IPv6 is the new version of IP. The most obvious difference from IPv4 is the addresses.
- IPv4 addresses are 4 bytes, represented in decimal, separated by
- IPv6 addresses are 16 bytes, represented in hexadecimal, with each
pair of bytes separated by colons, e.g
Clearwater can operate over either IPv4 or IPv6, but not both simultaneously (known as “dual-stack”).
This document describes
- how to configure Clearwater to use IPv6
- function currently missing on IPv6.
As discussed in the Clearwater installation instructions, there are several ways to install Clearwater, and which way you choose affects how you must configure IPv6.
The process to configure Clearwater for IPv6 is very similar to IPv4.
The key difference is to use IPv6 addresses in the
/etc/clearwater/local_config file rather than IPv4 addresses when
following the manual install instructions.
Note also that you must configure your DNS server to return IPv6 addresses (AAAA records) rather than (or as well as) IPv4 addresses (A records). For more information on this, see the Clearwater DNS usage documentation.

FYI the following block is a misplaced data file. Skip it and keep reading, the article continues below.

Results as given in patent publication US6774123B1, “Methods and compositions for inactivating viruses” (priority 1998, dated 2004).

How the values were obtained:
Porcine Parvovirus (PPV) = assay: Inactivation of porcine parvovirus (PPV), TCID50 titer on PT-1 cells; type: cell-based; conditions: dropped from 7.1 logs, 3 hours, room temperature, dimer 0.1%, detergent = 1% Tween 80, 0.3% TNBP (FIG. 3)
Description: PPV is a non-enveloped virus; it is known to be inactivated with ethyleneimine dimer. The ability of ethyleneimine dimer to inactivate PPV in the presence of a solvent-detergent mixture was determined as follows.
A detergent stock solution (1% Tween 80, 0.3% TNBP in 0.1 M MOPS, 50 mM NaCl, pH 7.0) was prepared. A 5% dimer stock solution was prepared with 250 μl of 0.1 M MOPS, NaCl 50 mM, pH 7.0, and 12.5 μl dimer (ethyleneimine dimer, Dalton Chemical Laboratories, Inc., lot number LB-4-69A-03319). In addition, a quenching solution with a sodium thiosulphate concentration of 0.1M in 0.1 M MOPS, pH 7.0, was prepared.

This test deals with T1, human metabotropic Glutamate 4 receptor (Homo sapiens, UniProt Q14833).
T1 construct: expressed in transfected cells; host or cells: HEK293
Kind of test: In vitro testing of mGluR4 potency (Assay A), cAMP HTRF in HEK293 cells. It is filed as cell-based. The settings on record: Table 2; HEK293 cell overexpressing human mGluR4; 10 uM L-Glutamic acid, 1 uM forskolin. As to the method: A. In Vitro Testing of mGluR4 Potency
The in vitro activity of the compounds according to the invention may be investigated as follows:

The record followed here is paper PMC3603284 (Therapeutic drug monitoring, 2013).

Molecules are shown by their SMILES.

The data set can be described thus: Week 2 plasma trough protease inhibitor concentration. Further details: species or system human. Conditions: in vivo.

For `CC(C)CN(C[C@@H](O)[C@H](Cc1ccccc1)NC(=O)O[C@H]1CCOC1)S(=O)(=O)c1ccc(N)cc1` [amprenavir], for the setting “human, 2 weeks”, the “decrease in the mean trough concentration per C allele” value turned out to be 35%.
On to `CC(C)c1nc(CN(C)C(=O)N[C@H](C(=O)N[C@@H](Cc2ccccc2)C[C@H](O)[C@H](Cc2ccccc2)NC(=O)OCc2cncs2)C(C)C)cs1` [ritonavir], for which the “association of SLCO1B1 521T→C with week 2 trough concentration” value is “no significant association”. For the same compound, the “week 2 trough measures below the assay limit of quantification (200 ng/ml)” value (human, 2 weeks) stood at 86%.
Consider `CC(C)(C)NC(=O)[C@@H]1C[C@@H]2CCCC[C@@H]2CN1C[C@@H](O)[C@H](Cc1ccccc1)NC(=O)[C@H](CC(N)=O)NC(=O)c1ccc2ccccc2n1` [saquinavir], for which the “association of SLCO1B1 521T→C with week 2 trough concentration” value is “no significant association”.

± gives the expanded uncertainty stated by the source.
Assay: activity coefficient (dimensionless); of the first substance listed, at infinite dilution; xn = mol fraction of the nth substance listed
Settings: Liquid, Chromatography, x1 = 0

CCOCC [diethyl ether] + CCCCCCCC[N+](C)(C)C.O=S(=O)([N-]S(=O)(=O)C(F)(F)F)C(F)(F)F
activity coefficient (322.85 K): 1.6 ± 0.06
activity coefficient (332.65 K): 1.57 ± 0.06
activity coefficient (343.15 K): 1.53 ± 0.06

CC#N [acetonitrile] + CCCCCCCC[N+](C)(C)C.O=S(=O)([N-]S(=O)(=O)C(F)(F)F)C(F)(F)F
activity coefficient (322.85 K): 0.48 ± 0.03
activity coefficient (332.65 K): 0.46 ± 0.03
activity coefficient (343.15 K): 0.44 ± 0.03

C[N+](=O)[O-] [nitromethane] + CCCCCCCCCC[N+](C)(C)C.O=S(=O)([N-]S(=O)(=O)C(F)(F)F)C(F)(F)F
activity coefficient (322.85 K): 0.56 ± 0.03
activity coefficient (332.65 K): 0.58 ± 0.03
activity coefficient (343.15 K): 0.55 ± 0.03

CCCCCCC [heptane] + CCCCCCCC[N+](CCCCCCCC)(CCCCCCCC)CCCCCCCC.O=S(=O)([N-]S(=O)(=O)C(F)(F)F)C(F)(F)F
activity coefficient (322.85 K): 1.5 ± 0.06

Configuring Clearwater for IPv6 via the automated install process is not yet supported (and Amazon EC2 does not yet support IPv6).
Clearwater all-in-one images support IPv6.
Since all-in-one images get their IP configuration via DHCP, the DHCP server must be capable of returning IPv6 addresses. Not all virtualization platforms support this, but we have successfully tested on OpenStack.
Once the all-in-one image determines it has an IPv6 address, it automatically configures itself to use it. Note that since Clearwater does not support dual-stack, all-in-one images default to using their IPv4 address in preference to their IPv6 address if they have both. You should make sure your DHCP server only offers IPv6 addresses to the all-in-one image if you want to use DHCP.
The following function is not yet supported on IPv6.
- Automated install
- SIP/WebSockets (WebRTC)